President Cyril Ramaphosa used the platform of the third South Africa Investment Conference to underline the country’s potential to act a gateway to the African market, as he sought to reignite investor interest in an economy that has been underperforming for more than a decade and has been severely damaged since the onset of the Covid-19 pandemic.
In 2018, Ramaphosa set a five-year target of securing R1.2-trillion in new investment and in 2018 and 2019 combined investment pledges worth R664-billion across 102 projects had been made by domestic and foreign investors. To date, R172-billion of the committed amount had actually been invested.
The investment outlook had been severely hurt by the pandemic and Ramaphosa reported that 21 projects, representing about 10% of the total commitments, had been delayed or placed on hold as a result.
In an address designed to highlight the efforts under way, including the implementation of reforms in the areas of energy and the digital economy, to improve the investment climate, Ramaphosa argued that the African continent stood “on the cusp of a new era in its economic development”.
“In January next year, the African Continental Free Trade Area will take effect, establishing a continental market of some 1.3-billion people with a combined gross domestic product (GDP) in the region of $2.3-trillion dollars,” he said, describing it as one of the largest free trade areas globally.
“With its advanced infrastructure, diverse economy, sophisticated capital markets and developed manufacturing capacity, South Africa is the ideal location for any company wanting to reach the continental market with greater effectiveness from a cost and logistical point of view,” the President said.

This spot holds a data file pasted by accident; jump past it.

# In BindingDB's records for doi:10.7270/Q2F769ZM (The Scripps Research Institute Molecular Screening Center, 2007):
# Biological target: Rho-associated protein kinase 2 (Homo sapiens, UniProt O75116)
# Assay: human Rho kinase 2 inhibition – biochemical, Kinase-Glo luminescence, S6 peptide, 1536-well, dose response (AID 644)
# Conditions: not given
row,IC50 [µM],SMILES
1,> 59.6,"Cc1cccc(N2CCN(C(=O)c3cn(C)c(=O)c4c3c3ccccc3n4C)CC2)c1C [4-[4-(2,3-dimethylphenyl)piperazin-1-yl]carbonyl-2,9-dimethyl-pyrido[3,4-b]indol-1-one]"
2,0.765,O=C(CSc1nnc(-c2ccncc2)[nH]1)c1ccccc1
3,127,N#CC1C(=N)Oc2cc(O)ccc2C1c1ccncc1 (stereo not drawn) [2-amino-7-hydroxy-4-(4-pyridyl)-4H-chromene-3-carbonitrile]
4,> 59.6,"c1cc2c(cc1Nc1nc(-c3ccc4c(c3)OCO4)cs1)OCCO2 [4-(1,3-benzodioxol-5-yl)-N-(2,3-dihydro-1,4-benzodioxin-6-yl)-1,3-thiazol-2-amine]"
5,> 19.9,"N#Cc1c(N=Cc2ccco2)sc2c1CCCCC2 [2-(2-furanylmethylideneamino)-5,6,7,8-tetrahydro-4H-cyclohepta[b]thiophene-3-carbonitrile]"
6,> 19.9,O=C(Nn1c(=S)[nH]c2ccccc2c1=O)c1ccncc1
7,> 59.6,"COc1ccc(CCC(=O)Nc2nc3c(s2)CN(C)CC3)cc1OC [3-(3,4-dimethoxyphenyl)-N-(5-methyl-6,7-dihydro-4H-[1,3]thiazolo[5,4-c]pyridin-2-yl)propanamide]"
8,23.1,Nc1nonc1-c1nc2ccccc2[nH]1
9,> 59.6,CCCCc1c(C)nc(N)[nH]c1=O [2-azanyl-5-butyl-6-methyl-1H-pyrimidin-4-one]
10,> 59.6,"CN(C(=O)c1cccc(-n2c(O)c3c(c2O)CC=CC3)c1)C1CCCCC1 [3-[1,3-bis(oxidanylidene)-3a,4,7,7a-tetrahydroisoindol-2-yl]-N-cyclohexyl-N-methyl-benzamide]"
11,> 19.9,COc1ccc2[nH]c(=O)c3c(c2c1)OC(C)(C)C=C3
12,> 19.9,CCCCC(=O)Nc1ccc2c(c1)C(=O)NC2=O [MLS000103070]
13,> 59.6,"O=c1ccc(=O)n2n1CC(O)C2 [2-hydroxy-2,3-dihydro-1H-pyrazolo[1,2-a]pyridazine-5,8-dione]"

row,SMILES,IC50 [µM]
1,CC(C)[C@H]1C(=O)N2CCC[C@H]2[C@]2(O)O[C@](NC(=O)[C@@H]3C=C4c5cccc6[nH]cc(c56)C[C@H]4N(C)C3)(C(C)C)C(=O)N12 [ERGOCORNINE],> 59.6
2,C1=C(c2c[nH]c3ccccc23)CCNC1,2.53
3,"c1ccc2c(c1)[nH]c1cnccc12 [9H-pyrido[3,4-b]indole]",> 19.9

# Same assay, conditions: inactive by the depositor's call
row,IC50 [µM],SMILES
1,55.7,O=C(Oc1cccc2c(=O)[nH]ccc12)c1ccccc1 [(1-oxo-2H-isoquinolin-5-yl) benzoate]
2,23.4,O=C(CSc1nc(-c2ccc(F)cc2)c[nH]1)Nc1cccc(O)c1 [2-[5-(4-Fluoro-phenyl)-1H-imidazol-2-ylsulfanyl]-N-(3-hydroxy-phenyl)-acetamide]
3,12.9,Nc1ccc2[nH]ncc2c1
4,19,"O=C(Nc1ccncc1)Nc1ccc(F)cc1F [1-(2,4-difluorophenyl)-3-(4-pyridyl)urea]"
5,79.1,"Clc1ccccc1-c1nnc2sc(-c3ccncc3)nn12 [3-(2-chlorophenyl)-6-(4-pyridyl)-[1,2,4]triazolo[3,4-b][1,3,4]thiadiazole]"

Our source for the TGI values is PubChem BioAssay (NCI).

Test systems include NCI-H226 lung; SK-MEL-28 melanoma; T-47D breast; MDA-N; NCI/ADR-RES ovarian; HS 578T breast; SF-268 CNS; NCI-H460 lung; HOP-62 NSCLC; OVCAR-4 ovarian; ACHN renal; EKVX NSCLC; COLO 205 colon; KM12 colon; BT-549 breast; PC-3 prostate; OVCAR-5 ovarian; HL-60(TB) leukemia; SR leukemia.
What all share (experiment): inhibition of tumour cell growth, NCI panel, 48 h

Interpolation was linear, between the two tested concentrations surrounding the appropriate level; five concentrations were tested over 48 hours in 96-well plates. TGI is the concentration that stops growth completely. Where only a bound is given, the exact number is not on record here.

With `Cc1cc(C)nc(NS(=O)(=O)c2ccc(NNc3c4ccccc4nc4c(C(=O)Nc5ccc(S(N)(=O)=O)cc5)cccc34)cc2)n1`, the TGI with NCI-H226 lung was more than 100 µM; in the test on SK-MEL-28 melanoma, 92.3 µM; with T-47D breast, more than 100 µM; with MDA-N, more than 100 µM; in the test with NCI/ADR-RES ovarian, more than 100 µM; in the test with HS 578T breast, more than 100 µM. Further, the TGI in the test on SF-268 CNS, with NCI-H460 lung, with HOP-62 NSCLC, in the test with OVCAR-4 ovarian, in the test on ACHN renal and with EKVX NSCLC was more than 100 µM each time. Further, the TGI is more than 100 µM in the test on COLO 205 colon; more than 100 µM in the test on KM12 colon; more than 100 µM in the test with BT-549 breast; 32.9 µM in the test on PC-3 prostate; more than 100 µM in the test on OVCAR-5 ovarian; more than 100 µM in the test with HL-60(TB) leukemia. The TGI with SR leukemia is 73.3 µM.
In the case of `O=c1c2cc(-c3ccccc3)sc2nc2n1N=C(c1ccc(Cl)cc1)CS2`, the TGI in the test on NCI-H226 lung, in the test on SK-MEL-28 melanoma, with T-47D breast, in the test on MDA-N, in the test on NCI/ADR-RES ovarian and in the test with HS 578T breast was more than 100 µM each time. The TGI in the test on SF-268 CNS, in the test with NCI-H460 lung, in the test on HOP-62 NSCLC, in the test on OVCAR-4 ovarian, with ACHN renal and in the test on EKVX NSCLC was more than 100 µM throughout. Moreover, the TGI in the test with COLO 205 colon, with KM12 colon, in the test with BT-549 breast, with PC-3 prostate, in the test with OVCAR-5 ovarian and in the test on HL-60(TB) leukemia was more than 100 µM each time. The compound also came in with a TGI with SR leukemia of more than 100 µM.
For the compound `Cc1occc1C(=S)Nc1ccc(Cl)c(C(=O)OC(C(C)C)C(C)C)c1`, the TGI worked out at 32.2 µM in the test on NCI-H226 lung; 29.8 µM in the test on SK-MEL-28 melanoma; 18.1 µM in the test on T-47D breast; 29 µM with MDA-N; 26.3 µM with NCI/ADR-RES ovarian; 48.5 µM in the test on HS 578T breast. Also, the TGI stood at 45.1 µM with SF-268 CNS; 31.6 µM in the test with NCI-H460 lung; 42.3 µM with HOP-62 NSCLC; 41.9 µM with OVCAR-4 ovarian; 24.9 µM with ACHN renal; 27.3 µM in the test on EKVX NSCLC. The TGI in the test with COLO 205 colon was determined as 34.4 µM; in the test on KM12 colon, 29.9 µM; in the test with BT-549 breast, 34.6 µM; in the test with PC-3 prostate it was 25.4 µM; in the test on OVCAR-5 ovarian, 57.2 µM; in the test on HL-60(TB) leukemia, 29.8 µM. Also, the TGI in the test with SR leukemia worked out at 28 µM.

The recently launched Economic Reconstruction and Recovery Plan also included the further integration of the Africa market as a key priority, alongside the other priorities of implementing a large-scale infrastructure roll-out, bolstering energy security and undertaking initiatives to stimulate job creation and localisation.
“The private sector is vital to the achievement of these priorities and shifting the economic trajectory of our country. This is particularly true of our infrastructure programme, which relies on private investment in new infrastructure projects to create efficient, world-class network infrastructure and boost aggregate demand.”
Ramaphosa added that the newly activated Infrastructure Fund would direct public funds in a way that could leverage private investment at a larger scale. Government has committed R100-billion for the fund for the coming ten years.
The President also used the occasion to showcase the Operation Vulindlela initiative set up jointly by the Presidency and the National Treasury to oversee the reforms required to improve the business and investment climate.
“Operation Vulindlela will ‘open the way’ for high-impact economic reforms in network industries such as energy, water, telecommunications and transport, as well as in attracting critical skills and streamlining the visa regime,” Ramaphosa said, adding that the team reported implementation progress directly to him.
“We will focus on a number of priority reforms with clear timeframes and make sure they are effectively and swiftly executed.”